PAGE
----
Kroger has recently rolled out trials for a home delivery grocery service at two Richmond-area locations. Stores in Carytown and Chesterfield County will now be offering online delivery services as part of their ClickList service.
Grocery home deliveries are common among many retailers, such as Harris Teeter (who are co-owned by Kroger) leading Kroger to trial their own service, with Richmond representing one of two test markets for this new service, Dallas being the other.
Surprisingly enough it will not be Kroger employees providing the service, with the company opting to outsource to Uber drivers. As a result, the daily fee for delivery stands at $11.95, which includes the $4.95 fee for the ClickList service.
It looks to be a smart move from the retailer, having picked up on a common trend that many consumers simply do not have the time to shop instore. Now, anyone short on time in Richmond looking for grocery deliveries can order online using Kroger.
The company has viewed a delivery service as a natural progression for the ClickList service, which allows customers to order groceries online and then collect them instore, freeing up the need to browse through the supermarket in person.
As a result, the home delivery service is intertwined with ClickList, with customers required to log onto their account at any of the two participating stores in Richmond. For those that are unsure whether they fall into the catchment area, they only need to enter their address to see if they qualify for home delivery.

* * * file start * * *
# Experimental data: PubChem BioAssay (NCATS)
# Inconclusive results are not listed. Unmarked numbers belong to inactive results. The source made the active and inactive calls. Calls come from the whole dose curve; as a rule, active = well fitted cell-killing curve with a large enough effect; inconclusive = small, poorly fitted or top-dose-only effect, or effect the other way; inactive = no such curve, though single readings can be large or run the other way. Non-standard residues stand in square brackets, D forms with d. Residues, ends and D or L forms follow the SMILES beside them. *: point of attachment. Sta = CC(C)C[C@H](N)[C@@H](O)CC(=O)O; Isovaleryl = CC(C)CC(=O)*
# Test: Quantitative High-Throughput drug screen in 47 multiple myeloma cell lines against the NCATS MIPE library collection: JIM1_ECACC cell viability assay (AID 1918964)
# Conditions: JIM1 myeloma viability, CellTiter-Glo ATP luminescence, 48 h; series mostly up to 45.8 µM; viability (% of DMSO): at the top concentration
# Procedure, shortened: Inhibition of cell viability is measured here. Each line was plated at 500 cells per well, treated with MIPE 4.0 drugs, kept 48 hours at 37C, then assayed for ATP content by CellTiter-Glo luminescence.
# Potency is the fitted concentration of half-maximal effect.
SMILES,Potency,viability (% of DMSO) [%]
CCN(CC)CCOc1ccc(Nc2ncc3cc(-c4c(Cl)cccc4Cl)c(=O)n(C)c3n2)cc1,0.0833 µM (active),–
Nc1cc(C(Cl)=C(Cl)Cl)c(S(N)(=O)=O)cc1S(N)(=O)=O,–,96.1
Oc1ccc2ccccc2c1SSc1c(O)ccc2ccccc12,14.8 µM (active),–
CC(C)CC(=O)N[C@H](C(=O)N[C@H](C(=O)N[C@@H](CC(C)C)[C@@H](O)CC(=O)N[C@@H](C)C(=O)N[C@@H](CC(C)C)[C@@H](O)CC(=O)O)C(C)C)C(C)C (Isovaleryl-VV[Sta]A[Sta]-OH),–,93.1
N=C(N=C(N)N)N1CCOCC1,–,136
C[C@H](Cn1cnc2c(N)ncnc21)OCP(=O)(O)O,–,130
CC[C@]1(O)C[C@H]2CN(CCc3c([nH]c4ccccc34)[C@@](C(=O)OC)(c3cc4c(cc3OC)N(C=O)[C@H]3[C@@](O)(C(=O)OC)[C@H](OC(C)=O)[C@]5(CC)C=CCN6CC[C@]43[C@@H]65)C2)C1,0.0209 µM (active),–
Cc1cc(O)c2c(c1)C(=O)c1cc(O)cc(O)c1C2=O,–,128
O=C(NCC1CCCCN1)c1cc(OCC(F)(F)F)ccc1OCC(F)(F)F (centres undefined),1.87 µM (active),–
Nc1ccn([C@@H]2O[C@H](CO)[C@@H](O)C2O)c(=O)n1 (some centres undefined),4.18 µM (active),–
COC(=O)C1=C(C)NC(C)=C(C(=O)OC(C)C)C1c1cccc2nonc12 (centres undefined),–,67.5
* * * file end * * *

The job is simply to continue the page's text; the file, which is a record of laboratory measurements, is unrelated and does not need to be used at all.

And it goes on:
If available, it is a case of selecting the delivery time, starting the shopping process, and then paying online once completed. After the order has been placed, employees at the stores will contact an Uber driver who will then make the delivery.
There’s not limitations on distances, so if your ZIP code falls into the available areas then you are able to get your groceries delivered for the flat free of $11.95. Kroger will have the groceries delivered within 30 minutes or less, to ensure all produce remains fresh and unspoiled.
Customers can only pay for the service online and someone must be available at the address to accept the order. There are some restrictions on products that are available for delivery, including alcohol and prescriptions from Kroger’s pharmacy.
Should the trials in Richmond and Dallas prove successful, Kroger will consider expanding the service to a wider area. Let’s hope Kroger customers see the benefits of such a service, as it would great to see this rolled out on nationwide level.
Because let’s face it, nothing beats doing your grocery shopping from the comfort of home! Plus, it’s a service that many will find massively useful, such as elderly consumers and those with mobility issues.